There is technically no way to present no-target trials in the current paradigm, so we cannot definitively rule out the possibility that our results are influenced by a shift in criterion, such that participants adopt a looser criterion when the phosphene appears at the uncued location rather than changes in neural processing. However, we believe this explanation is unlikely to account for our data for three reasons. First, a looser criterion at uncued locations should be reflected in the hit rate at uncued locations (it should be higher than in the neutral condition), but this is not what we observed. Second, there seems to be no apriori reason for participants to systematically adopt a looser criterion for phosphenes that appear at the uncued location than those that appear at the cued location. Finally, a reduced signal strength interpretation is consistent with previous neurophysiological data demonstrating that IOR is associated with changes in BOLD signal and ERP amplitude (e.g., Prime & Jolicoeur, 2009; Muller & Kleinschmidt, 2007). These neurophysiological effects are not predicted by a criterion shift explanation. Rather, we argue that the impairment of phosphene detection at the cued location reflects reduced signal strength.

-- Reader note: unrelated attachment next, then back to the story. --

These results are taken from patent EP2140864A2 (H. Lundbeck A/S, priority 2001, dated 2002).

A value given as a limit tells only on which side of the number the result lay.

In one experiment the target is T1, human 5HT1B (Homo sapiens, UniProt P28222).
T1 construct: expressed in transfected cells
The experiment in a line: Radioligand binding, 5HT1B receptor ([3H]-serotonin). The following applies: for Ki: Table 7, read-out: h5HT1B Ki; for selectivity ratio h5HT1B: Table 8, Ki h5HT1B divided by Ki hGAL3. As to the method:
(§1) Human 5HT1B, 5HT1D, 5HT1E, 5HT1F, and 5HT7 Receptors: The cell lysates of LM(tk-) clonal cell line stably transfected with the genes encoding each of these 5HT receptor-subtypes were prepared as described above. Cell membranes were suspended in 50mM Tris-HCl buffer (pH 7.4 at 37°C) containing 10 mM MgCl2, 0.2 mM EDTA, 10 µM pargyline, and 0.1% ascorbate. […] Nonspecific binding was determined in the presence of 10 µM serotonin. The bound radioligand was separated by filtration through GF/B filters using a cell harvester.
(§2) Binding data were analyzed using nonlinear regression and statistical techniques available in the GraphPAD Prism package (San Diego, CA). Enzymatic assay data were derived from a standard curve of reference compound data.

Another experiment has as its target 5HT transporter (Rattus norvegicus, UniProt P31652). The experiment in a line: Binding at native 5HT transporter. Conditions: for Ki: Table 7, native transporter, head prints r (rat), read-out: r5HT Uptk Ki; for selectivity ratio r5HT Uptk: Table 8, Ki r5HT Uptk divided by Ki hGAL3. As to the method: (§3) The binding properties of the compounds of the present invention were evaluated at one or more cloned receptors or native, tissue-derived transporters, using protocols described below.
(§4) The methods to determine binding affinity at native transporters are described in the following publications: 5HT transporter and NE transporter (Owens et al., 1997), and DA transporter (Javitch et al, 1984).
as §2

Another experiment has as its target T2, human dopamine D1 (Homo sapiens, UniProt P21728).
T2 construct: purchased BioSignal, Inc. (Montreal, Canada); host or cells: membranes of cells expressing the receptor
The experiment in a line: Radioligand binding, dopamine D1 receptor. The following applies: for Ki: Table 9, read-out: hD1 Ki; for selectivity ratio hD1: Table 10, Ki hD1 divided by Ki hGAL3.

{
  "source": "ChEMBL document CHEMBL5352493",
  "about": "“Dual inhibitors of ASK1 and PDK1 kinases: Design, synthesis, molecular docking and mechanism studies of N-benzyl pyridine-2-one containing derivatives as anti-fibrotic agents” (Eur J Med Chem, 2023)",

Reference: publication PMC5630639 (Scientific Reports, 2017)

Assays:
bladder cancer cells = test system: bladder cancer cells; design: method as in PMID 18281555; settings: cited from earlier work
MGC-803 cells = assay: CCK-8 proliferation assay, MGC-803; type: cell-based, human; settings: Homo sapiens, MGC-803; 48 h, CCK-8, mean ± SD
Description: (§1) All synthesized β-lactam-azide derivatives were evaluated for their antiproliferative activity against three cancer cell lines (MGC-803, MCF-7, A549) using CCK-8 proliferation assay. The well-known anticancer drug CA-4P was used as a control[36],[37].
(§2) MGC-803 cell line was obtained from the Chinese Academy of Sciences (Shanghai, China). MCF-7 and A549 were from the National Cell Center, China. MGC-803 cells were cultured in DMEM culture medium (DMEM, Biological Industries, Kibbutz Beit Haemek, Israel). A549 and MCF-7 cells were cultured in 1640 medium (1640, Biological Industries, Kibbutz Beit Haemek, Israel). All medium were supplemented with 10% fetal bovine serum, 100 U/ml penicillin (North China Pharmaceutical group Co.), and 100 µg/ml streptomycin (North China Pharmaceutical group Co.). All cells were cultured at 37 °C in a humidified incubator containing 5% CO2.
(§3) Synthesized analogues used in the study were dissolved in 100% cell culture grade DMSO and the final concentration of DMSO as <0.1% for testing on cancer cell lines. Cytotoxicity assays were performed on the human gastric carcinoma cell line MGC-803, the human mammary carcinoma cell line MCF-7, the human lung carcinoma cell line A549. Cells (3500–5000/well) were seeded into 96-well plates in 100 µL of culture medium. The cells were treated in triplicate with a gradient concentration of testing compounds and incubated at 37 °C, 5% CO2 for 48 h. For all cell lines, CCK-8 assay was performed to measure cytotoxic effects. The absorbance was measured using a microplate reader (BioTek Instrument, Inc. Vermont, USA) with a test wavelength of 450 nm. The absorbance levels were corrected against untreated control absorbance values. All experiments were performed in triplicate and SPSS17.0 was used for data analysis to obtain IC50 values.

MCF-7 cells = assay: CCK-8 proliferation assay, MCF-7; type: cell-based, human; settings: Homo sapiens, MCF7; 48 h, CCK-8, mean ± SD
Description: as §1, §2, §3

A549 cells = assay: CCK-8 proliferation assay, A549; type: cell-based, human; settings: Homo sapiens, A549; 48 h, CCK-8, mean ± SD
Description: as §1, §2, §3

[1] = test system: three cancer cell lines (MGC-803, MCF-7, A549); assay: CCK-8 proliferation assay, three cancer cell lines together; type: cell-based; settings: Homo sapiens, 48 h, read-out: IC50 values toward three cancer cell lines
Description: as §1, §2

In summary, it has been shown that perceptual IOR makes it more difficult to elicit phosphenes when stimulating V5. This result confirms previous observations that perceptual IOR modulates the strength of target-related signal in extrastriate cortex and provides direct evidence that this reduction in signal strength is causally related to impaired visual perception. Theoretically, these data are consistent with the view that IOR operates at an early stage of visual selection via the process of biased competition. We believe our data are consistent with the view that the neurophysiological basis of IOR is an increase in the excitability of extrastriate neurons, which adds noise to the visual system, thus lowering the signal-to-noise ratio of the incoming visual signal.
Reprint requests should be sent to Daniel T. Smith, Department of Psychology, Durham University, Queens Campus, Stockton on Tees, TS17 6BH, United Kingdom, or via e-mail: firstname.lastname@example.org.